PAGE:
Life is what happens while ones waiting for the next big race…Lately, I have been unusually busy, way too busy with work and parenting, etc., but I fear it is just the beginning as my wife’s adventure into graduate school has manifested into less time for me on the bike and even less time on the blog. I love bike racing and I greatly enjoy reflecting in print on past race performances/experiences and yet due to the time constraints resulting from my new role as single-parent, I have simply not had the time…and itz a sad thing, as the last two races in which the writer was involved represent two of the premiere races of the season; namely—The Mega-classic Chequamegan 40 and the potentially “classic” 12 Hour Thunder-Down at the Under-Down. Thus the following is an abridged compilation on my experiences regarding these two highly thrilling endeavors, complete with a short prelude dealing with the term “classic” as applied to cycling events. The idea is to submit to the reader the obvious contrasts between these two late season races and yet at the same time make a compelling case that; while these events are very different, it is these differences that make them classic “can’t miss” events for 2008!!!
Just as obscene language and overt violence are overused in the movies and on TV; the term “classic” is over used as a descriptor for cycling events. And like in all things overused, when the term “classic” is used generically to describe any and all races, then the term looses its effective meaning. Accordingly, in my view, there exists only a handful of real authentic “classics.” Examples of general cycling “Classics” that come immediately to mind include The Paris-Roubaix, The Tour of France, The Trans-Alps, and the Iditabike in Alaska. In my little micro-world of cycling, “Classics” include the Powder Monkey course at Spirit Mountain, The Chequamegan 40, and the MN State Cyclocross Championships. The Ore-to-Shore is on its way to becoming a classic and the course that I raced on at the Thunderdown near Merrill, Wisconsin a couple of weeks ago has the makings to one day claim the title as well. The list goes on, as it would seem from what I have been able to gather that the Trans-Iowa certainly could claim ownership to the title of “classic” in the near future and the Arrowhead 135 is clearly justified in claiming to be a “winter classic.” Ambiguous, subjective, and contextual; it is hard to adequately articulate what a “classic” cycling event encompasses. The obvious attributes include the course, history, depth of challenge, participation, level of competition, etc. Yet, I think the best way to describe a “classic” is to simply observe that the experienced racer (or the knowledgeable racing fan) will know when he or she has participated or witnessed a classical cycling event.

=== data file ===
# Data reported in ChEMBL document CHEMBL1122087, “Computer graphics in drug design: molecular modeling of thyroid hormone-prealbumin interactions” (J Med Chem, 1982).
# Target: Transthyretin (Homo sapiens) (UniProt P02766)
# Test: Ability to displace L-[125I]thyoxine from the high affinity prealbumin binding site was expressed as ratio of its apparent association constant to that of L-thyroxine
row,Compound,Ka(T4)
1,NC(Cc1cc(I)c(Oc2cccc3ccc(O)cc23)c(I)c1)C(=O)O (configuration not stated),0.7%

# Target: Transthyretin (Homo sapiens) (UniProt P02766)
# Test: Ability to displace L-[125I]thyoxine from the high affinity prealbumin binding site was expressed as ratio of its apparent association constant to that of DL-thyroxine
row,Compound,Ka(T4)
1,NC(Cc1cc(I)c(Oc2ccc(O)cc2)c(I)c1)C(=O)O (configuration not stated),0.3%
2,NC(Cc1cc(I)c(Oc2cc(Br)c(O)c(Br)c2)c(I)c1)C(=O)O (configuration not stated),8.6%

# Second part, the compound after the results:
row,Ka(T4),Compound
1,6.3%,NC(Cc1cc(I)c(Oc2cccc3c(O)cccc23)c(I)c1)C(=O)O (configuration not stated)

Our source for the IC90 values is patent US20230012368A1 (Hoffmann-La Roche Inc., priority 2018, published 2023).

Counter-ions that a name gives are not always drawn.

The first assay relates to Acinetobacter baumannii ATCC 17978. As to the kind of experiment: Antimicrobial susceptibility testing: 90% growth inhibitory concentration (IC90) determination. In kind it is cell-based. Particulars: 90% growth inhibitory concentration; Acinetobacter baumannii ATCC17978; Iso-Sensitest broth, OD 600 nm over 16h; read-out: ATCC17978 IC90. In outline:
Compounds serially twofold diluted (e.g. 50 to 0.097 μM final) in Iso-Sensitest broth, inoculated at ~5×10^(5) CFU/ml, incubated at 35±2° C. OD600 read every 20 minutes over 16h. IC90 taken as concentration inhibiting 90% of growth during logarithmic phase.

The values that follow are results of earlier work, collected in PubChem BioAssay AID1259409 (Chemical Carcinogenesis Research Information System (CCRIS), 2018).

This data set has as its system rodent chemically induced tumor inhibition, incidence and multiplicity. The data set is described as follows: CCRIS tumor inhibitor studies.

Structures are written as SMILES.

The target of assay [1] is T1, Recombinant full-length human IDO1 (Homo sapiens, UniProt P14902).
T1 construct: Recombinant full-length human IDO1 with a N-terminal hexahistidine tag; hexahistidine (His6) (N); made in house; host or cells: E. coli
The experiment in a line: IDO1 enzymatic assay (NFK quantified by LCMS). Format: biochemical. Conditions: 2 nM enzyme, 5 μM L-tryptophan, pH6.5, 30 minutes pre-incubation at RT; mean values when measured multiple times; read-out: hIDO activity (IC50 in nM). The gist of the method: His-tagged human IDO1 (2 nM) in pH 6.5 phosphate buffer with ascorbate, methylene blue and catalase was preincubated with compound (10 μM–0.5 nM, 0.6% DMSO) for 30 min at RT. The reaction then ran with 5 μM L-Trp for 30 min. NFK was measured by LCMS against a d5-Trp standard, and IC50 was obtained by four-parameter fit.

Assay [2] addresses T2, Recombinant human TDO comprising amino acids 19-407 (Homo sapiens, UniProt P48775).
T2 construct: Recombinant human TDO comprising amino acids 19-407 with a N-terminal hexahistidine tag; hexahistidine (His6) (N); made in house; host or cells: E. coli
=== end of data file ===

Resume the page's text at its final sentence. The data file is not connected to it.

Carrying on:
The Fat Tire Festival of which the Chequamegon 40 is the main act is a full on CLASSIC. From the anticipatory hours leading up Saturday’s big XC race to the low key, yet momentary intensity of Sunday’s short criteriums, it’s a showcase for all that is good about mountain bike racing in Wisconsin. The annual epic battles in which the top-notch racers engage provide fertile ground for the annals of legend. When I just spontaneously think of the Chequamegan, I am reminded of a very youthful Harry Anderson’s great effort several years back; of Greg Lemond’s victory by in the late 80s; of Tilford’s great efforts over the years; of the Postal Rider winning [his name escapes me, Jemminson?]; of Brian Narum’s top ten finish several years back; of Bushey’s Kelly frame breaking; of Todd McFadden’s amazing second place finish; of Doug Swanson’s great repeats a couple of races ago, Sara K-J's great victory in 2006; of lining up next to famous mountain bike icons like Ned Overend, Gary Fisher, and now of course Jesse Lalonde’s unprecedented victory this year on a single-speed. Lalonde’s victory was so amazing that I have heard people say crazy things like, “yeah, well on that course, a single speed is an advantage.” In any event, I love the Chequamegan. I cherish the event and even though the course itself is rather mediocre, it’s the extraordinary competition that makes it such a classic. The numbers of talented racers that turn out for this race is outrageous- a minute or two either way can easily mean the difference between a top 20 finish and finishing way back in the 70s or worse. For example, this year I was in 60th place at the half-way point and I knew that if I felt good I could easily make the top 40, but if I faltered (as I did) I could certainly finish way back in the 90s or 100s...Plus the course allows for a full on road race feel coupled with a frantic start, scary high-speed descents, and a set of crippling Birkie “rollers” at the end. Even though it’s only about two hours, it really wipes a guy out. This year, I was completely gassed with about thirty minutes to go. But who cares? In other words, from my perspective this race is all about trying to hang with my biker heroes for the first hour or so. Itz not about really contendin', itz about pretendin'...And this year, I rode along with the Lalonde boyz for a few minutes as the massive peleton crossed Rosie’s Field, for awhile I rode in the same group as Erikson and Fisher, and at about the halfway point I got to see lots of Ski Hut guyz fly by me…And afterwards I got to chill with lots of my biker buddies including Sara & Scotty K-J, Mike Haag, Grady, Jan Rybar, Dave Pramann, Team McFadden, Rosscoe, Harry, Ekimov, Whitey, Mark W, and many others etc…The Fat Tire is as advertised; namely a “festival.” Essentially, the Chequamegan is a “Classic” festival in the true sense of the word; just ask any one of the 2500 participants.